Extra time and your kiss: New tunes for the resistance

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If Desiree Fairooz’s arrest for laughing during Jeff Sessions’ attorney general confirmation hearing demonstrates anything, it’s that law enforcement is irritated by humor. File photo If Desiree Fairooz’s arrest for laughing during Jeff Sessions’ attorney general confirmation hearing demonstrates anything, it’s that law enforcement is irritated by humor. File photo

It’s one thing to seek refuge on Twitter if you’re the sort of the sour-toothed administration official who can’t take a joke. It’s another to drag someone through the courts for the offense of laughing at you. And yet, that is exactly what happened to Loudoun County resident Desiree Fairooz after she chortled during Jeff Sessions’ attorney general confirmation hearing. Back then, Sessions couldn’t have imagined that his issue—a history of unreconstructed homophobia and bigotry that brought activists out on January 10—would rapidly pale next to the public flogging by his boss. Strange days!

A longtime Code Pink activist, Fairooz, 61, had been arrested previously—she famously confronted Condeleezza Rice in 2007 with “blood” painted on her hands—but going to trial for involuntary laughter was a first. Last month, a D.C. Superior Court judge overturned Fairooz’s guilty verdict on charges of disorderly and disruptive conduct and ordered a retrial. Laughing does not alone constitute grounds for a conviction, he said.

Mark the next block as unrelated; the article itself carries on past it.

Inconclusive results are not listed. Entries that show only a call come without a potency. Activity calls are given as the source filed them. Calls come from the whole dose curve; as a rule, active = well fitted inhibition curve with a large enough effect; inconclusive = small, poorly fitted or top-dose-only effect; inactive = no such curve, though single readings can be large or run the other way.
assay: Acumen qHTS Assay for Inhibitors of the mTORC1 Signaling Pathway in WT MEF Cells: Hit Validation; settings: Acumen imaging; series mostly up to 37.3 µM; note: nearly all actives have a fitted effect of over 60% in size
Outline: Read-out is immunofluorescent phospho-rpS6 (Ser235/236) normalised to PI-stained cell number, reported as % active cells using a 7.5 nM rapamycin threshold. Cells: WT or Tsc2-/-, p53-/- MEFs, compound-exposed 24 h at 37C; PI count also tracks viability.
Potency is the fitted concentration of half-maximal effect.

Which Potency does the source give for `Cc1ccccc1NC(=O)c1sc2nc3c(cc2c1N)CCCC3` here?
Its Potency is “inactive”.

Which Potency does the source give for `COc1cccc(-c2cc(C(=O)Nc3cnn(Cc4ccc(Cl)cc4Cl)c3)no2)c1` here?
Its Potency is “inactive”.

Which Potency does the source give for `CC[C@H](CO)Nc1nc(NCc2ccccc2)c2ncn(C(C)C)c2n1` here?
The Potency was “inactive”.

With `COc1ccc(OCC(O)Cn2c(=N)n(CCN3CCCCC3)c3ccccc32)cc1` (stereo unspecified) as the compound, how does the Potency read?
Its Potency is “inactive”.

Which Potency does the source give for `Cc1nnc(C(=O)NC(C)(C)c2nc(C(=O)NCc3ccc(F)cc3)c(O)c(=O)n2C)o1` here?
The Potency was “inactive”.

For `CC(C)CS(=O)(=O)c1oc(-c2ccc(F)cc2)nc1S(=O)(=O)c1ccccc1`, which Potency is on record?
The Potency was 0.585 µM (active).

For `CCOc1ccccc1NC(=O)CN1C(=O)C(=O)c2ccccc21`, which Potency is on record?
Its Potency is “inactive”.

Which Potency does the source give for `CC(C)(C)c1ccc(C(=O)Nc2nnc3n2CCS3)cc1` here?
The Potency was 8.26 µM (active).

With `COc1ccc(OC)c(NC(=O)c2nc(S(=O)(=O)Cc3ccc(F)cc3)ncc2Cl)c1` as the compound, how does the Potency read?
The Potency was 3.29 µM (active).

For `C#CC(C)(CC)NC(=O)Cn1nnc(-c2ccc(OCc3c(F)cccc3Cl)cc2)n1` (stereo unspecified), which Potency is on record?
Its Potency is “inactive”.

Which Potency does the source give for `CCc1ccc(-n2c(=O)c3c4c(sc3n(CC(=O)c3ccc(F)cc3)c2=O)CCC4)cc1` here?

It takes fortitude to be an activist, let alone a laughing resister—especially in the face of the current administration’s obscenities and its appetite for punishment. But if Fairooz’s example demonstrates anything, it’s that law enforcement and government are irritated, if not downright befuddled, by humor. The president long ago established his inability to take a joke. Perhaps that’s true of his base, too.

In the spirit of pussy hats, it’s fitting to consider the soft arts of counter-protest as August 12 approaches. The KKK, the alt-right and apparently the local and state police forces come to a demonstration expecting to meet anger and recrimination. They are literally armed for it. But what if they encounter instead humor, theater, even song and dance? Talk about disrupting the gears!

Look at, for example, Gays Against Guns. Following the Pulse nightclub massacre, they tackled a deadly serious issue with facts, figures and persistence. And, when necessary, sing-alongs.

In February, I ran into GaG for the first time when a gorgeous assembly of drag queens, majorettes, mothers, brothers, sisters and fathers fell together in Greenwich Village to protest the new administration. Following along in the GaG Reflex Songbook, hundreds of folks sang this to the tune of Frosty, the Snowman:

Donny the con man / Was a nasty, hateful soul / Just an angry man with a spray-on tan / Telling lies about clean coal / Donny the con man / Did a job Election Day / Telling old white men / They’d be great again / If they’d let him have his way.

As far as I know, no one was arrested for singing. But imagine the courtroom absurdities that could unfold if someone had been.

Going a step further, activists can take inspiration from No. 45’s hateful statement last week that transgender Americans are unwelcome in the military. Given the conservative right’s immediate embrace of that position, the next protest is clear: Kiss-in! Yes, Virginia, it’s time to stage a radical, everyone’s invited, bring-your-ChapStick kiss-in. Is Richard Spencer coming to town? Wave and blow him a juicy one! Grab your Nana, your yogi, your National Guardsman, your dog-walker and pucker up! Let’s see boys on boys, girls on girls, queers on straights, Latinos on whites, Muslims on Jews, cats on dogs—you get the picture.

These are dark days, yes, and it’s up to those who care about small-L liberal values of justice, harmony and free expression to keep the lights on. Illuminate the dangers, we certainly must. Let’s find ways to do that without dampening our spirits. Laughing, singing, smooching—it’s a start.

Yes, Virginia is a monthly op-ed column.

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